Shocking, isn’t it?

While all of this seems like a fictional story straight from, it is absolutely true and its truth raises a startling question. Did the wives get any sexual pleasure from their husbands? It is obvious that if the cure could be administered at home for free, they would have no need for such contraptions. It could be argued that the women nowadays do it too, including many liberals who are open with their sexuality. However it is a sobering thought that in the past, marriage was seen to be ‘transferring the ownership of an asset’. The women who visited the doctor were clearly clueless as to what was wrong with their bodies. They didn’t have sex-ed in the past, just a lot of suppressed giggles in the pantry. Unfortunately this culture is still prevalent in the 21st century. We ignore the importance of discovering our sexuality like these sex-starved societies in the past and we take it for granted.

It’s as if women needed permission to pleasure themselves. Guess what? There are those who still do.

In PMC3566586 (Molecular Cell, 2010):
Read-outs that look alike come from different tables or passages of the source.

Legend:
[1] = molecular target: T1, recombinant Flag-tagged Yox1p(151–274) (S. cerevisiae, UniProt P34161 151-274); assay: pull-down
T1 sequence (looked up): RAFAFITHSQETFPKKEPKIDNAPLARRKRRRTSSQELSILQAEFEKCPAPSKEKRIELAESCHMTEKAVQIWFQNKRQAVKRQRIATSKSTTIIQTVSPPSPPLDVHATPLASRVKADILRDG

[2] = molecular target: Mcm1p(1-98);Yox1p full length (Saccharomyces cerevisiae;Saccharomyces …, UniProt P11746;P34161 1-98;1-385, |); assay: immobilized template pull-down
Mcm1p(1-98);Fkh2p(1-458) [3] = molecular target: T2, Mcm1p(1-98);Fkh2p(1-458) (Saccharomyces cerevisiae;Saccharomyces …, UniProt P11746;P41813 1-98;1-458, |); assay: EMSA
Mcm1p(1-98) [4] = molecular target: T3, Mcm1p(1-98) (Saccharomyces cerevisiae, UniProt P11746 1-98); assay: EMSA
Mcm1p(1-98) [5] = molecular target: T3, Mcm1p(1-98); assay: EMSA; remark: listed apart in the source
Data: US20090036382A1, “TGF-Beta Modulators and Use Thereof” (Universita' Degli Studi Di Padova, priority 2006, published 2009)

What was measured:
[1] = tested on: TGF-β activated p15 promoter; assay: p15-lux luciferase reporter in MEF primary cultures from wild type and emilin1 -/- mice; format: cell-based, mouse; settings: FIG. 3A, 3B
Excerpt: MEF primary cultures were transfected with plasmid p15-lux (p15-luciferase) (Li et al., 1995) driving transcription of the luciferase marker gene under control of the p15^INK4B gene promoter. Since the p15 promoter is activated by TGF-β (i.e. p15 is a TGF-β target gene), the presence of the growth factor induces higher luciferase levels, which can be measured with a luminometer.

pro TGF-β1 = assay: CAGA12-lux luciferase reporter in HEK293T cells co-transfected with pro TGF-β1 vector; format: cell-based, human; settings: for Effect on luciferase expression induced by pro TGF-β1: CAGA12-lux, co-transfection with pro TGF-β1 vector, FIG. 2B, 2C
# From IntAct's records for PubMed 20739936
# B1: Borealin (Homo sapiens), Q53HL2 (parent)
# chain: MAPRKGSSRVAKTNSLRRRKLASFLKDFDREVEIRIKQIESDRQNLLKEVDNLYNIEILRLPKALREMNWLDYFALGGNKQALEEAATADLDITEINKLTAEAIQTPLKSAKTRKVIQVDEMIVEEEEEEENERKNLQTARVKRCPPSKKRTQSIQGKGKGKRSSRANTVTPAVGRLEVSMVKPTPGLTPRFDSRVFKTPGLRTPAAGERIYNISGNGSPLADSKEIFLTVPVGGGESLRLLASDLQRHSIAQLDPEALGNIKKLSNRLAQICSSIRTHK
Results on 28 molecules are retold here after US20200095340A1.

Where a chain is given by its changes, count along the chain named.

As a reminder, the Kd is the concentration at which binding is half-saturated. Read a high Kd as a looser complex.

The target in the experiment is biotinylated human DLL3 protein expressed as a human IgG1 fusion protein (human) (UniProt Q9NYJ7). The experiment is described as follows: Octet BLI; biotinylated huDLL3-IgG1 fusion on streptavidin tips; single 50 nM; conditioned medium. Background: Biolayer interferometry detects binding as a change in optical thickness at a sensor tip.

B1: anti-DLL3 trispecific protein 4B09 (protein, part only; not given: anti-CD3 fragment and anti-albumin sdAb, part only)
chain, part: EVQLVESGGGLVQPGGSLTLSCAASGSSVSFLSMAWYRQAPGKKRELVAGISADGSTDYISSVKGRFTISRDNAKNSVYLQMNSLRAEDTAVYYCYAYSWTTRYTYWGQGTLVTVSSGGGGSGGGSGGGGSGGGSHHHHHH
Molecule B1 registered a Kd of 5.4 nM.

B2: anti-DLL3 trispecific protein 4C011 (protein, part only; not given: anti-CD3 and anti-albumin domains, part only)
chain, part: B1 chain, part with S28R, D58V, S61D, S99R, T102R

My favourite intelligent, piping-hot sex-ed private tutor is Laci Green. Her previous YouTube channel used to focus on atheism but progressed towards sex education. She then charged full-on against sexual ignorance with her very own website and activism. This is one of her latest videos in which she talks about slut-shaming and gets us to question the judgments we impose on people. Is it really fair that we decide a person’s worth according to how many people she dates/sleeps with? Laci Green is spot on (and so hot) on the topic of slut-shaming and doesn’t forget to discuss promiscuity and bad sex decisions like she always does, in exasperation.

Society’s expectations on women to be frigid cows until marriage? No. Forever? Close. I’m not just talking about women who have had multiple partners. Here is a wonderful definition from a very educational post on skewed societal perception of sexuality and its implications.